Never a stranger to less than realistic portrayals of classic moments in history, I was very intrigued by the prospect of playing West of Loathing, a game that by name alone already had me chuckling.
Set in a crudely drawn but incredibly charming world of stick figures making a living in the Wild West, you step into the shoes — or whatever it is that stick figures wear on their feet, so I guess nothing — so correct that, you seep into the single line that makes up the leg (and foot) of a lone person (a girl or a boy) whose heart is set to hit the road and make a fortune out in the dangerous west. But first, you pick one of three starting classes. I went with the snake oiler, who can both shoot and handle snakes, which in my book sounds like a great combo for trying to make a living out in the desert.
And sure enough, those skills came into play quickly, proving their worth quite well during the first few combat encounters. West of Loathing is pretty straightforward in terms of RPG combat, starting with only a couple of different attack options and not much in a way of defense, other than being able to drink a potion you might have. As a snake oiler, putting a snake out on the battlefield helped my odds of survival while I fought on my own, which thankfully didn’t last long, because as soon as I stepped into the first town, Crazy Ol’ Pete volunteered to join me. He eventually became my front of defense in every single battle, giving me an extra chance to attack before all of the enemies zeroed in to attack me. But surely enough, the further you progress in your chosen class, more skills start to pop up for use during combat — in my case, the most useful of them turned out to be dead eye, if not only because it makes fights go by quicker thanks to the punch that my shots packed.
Then again, West of Loathing isn’t all about battles. In fact, the further you get into it, the easier it becomes to avoid a lot of potential encounters by making use of the skills you develop by spending the points you earn fighting, such as in charming/tricking, which can help you talk your way out of a dangerous situation, as well as other sneaky possibilities. But if you prefer to let your guns, fists or whatever else and settle matters fighting, there’s plenty of that to go around as well. Sadly, the fights never really grow in terms of depth. Sure, further on the game starts throwing out status effects like poison, but since fights don’t tend to last long at all, there’s not a whole lot of room to really be strategic. Most of the times, your character will either be overpowered and will easily trounce whatever is unlucky enough to step into your way, or suffer the opposite, dying right away.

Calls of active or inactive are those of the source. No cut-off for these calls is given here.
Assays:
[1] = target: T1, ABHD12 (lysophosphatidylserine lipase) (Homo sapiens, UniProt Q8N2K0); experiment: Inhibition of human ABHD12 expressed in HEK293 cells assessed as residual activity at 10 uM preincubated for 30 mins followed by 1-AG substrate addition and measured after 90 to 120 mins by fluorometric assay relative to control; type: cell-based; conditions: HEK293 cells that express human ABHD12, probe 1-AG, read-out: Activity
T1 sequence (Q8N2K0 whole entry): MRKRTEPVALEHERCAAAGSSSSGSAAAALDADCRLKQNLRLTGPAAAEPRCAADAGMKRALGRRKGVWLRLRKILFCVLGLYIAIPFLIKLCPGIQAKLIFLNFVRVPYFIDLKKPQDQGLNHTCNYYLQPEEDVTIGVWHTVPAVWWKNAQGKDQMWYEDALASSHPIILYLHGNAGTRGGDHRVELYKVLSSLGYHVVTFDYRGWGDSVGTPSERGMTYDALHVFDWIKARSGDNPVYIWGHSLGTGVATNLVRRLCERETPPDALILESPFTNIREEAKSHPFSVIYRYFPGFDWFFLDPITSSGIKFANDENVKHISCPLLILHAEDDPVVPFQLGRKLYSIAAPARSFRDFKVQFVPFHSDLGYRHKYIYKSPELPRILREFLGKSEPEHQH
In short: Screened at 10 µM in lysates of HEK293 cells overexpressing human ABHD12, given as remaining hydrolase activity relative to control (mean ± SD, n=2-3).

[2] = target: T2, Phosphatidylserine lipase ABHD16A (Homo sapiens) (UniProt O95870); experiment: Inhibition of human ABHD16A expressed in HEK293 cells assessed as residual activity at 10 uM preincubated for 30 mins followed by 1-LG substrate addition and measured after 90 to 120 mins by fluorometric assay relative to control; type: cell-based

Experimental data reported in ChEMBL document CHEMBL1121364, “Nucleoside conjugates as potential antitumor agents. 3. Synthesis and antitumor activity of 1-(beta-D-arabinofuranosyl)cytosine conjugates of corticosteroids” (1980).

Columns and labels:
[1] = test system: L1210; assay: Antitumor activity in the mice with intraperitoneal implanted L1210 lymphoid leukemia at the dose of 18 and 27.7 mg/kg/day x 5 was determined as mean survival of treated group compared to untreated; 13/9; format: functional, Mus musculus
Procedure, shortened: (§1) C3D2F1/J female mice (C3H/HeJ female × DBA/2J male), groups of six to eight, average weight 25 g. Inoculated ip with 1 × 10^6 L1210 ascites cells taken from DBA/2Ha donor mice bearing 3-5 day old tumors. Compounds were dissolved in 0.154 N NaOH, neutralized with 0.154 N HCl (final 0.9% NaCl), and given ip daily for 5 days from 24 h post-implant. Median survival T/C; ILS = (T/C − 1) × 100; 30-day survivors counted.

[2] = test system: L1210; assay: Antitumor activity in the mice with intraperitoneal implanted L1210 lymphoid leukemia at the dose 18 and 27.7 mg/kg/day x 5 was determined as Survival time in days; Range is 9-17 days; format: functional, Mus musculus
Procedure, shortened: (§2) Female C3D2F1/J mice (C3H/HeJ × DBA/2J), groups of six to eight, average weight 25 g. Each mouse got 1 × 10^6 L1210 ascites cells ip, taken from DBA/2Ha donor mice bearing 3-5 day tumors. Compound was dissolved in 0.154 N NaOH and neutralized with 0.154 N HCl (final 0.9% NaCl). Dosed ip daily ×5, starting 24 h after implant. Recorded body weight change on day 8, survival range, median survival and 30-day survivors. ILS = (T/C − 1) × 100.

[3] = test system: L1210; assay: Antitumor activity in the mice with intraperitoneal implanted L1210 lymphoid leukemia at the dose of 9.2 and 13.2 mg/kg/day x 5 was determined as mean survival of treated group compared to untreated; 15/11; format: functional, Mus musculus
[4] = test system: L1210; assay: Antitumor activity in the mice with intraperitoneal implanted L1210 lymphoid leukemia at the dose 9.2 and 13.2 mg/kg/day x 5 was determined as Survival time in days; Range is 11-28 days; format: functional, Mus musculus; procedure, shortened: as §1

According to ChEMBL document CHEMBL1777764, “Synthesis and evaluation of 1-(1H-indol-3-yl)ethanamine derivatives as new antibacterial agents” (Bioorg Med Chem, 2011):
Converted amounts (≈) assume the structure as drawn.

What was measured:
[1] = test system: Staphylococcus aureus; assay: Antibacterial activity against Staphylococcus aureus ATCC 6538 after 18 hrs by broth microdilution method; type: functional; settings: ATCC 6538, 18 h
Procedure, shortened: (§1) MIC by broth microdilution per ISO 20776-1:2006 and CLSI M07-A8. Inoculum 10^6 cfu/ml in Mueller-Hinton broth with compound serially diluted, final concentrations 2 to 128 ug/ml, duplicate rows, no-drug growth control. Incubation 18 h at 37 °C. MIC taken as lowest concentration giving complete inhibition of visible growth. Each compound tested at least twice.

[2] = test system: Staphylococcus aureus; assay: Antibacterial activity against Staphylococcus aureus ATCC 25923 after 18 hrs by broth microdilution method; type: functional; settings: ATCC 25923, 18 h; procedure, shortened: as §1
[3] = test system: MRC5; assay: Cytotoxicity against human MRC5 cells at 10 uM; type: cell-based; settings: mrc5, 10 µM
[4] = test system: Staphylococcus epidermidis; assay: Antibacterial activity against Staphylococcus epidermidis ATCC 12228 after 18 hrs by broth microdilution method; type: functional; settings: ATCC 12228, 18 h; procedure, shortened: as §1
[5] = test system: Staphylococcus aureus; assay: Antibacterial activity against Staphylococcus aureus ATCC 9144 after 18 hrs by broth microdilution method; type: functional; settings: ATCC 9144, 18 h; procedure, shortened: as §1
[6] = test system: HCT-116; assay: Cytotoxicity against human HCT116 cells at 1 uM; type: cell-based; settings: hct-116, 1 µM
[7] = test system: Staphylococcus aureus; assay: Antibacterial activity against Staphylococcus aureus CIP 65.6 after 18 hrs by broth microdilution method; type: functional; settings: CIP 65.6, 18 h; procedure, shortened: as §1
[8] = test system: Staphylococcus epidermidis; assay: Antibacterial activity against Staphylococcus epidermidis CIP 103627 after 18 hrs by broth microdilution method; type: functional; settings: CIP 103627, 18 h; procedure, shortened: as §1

On the other hand, I felt that the witty writing is what kept me playing West of Loathing. It’s an incredibly silly game at heart, and one that doesn’t stick to any form of realism. It’s a satire that just happens to take place in the Wild West. Without running the risk of spoiling some of the stuff that happens in the game, it’s safe to mention that there are some fantasy elements thrown in for good measure, and these are not limited to the tropes that we’ve come to see in turn-based RPGs like googly-eyed monsters and magic. And even though the art style doesn’t particularly lend itself to much visual variety, the banter between the protagonist and the folks he runs into (as well as the many bits of text you click on) help give flavor to what could just as easily been very one note.
It’s thanks to all that humor and personality that West of Loathing keeps going. There are lots of quests to partake, but they usually boil down to exploring a previously unknown location out on your map, or buying a specific item elsewhere and delivering it, so it’s the in-between back and forths that really made me want to go through the same rigmarole during the few hours I spend playing. While it’s not a knock against the game, per se, there’s obviously a certain amount of expectation control you should enforce before you dive into West of Loathing. It isn’t a very technical RPG, nor is it an incredibly rich adventure game.
And honestly, I don’t think either of those are the true point of the game. It might dip its toe nail into both, sure, but its true intention seems to be to deliver a humorous experience that’s easy enough to get through, but with enough writing to keep you interested. In that regard, it excels. While I would have preferred to have had some more ease of convenience features like some sort of journal or quest tracker to keep track of what I was doing, as well as some of pop-up letting me know I have enough XP to unlock a new skill, I can’t say I didn’t enjoy my time clicking way at West of Loathing. For as mundane as its gameplay is, there’s an undeniable charm to it that helps at least set it apart from other simpler to play adventure RPGs.